From his pivotal position in Years and Years, where the minority is always the majority, he’s seen it all first hand. ‘Wow, there really is a community out there,’ he says, ‘who want to support each other and is able to give one another all this confidence. Particularly for the younger kids, this just gave me so much faith in humanity. They’re going to grow up and educate each other and educate the rest of the world that it’s OK to be who you are. Seeing them made me feel like I had to cultivate who I am and be there for it all. I’m endlessly grateful for that.’
Olly’s specific creative reaction to all this has been pouring it back into Years and Years’ world. ‘That’s part of who I am as a performer. I’m not just singing. I’m trying to flex all of my creative muscles and do something that we haven’t seen before.’ The journey the threesome began with Communion has taken a significant upswing second time around. ‘As a reaction to the world around us, personally, I want to create a new one and just play there for a minute, even if it is all just in our imaginations
Palo Santo is a whole new universe created from the imagination of the singer. ‘Where can I be my freest self, not tied to a gender or sexuality. I’ll just create my own world where those things don’t exist, where anybody can be any gender and sexuality that they like.’ In this thrilling parallel universe, light years from here and now, a utopia has been sketched out. It will be revealed across all the media surrounding Palo Santo, in videos, narratives online and off, finally climaxing in every sense of the word onstage in the all-new Years and Years show.
‘It came from loads of different ideas of what Years and Years is about and what I am about,’ he says, bristling with the excitement of inviting an audience along to take the ride into the unknown along with him. ‘I felt like creating that space and playing around in there would be a good thing to do. It has all my favourite things combined: sci-fi, spiritualism, performance, and identity.’
If this all feels slightly out of character for the shy boy who found his confidence on the middle of a stage, that’s because it is. Palo Santo is a new frontier in every sense of the word. ‘I thought, why not aim as high as possible? You only get one life and one chance. Now it’s here and finished, I can’t believe we’re actually doing it.’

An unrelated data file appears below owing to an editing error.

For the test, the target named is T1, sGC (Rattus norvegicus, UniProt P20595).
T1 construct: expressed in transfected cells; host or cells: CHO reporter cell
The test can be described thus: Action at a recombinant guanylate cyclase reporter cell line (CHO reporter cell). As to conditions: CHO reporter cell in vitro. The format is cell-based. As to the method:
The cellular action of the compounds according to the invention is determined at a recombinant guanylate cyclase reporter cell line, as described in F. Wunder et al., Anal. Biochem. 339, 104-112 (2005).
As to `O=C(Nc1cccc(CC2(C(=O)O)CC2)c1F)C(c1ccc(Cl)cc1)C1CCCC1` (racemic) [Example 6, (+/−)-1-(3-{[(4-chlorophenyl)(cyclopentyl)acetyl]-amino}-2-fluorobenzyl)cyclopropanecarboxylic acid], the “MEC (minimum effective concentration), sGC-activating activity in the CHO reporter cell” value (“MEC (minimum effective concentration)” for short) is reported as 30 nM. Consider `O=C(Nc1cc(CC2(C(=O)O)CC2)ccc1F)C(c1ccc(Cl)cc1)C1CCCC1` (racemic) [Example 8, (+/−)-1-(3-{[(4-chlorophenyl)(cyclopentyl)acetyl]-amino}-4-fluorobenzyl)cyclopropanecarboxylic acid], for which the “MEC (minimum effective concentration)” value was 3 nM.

Olly Alexander understands more than most his responsibility as a pop star, as much to an audience that hang on his every word as those that might catch thirty seconds of it on the radio and have their ears pricked by fulsome new pop ambition. ‘I feel very fortunate to be in a place where I can do this but also to feel free enough to do it. I have the confidence and support to do it. I had to do something that really excites me and makes me feel creatively fulfilled. Just imagining what this world looks like, feels like and sounds like has been so exciting.’
The confidence that propels the new Years and Years album, the full-blooded fantasia of Palo Santo connects to where we are as a country, as a world, at a stark moral cross roads, between left and right, old and young, hypocrisy and truth, right and wrong. It is about pop music taking the reigns, steering us out of the terrestrial universe and rethinking everything from the outside. It’s about outlier pop as futurism, once more, about offering solutions when the world is failing you.
Ultimately, it is driven by a deeply personal and only occasionally otherworldly lifeforce. ‘Now I’m not afraid of what people think of me,’ says Olly Alexander. ‘That’s a new feeling for me.’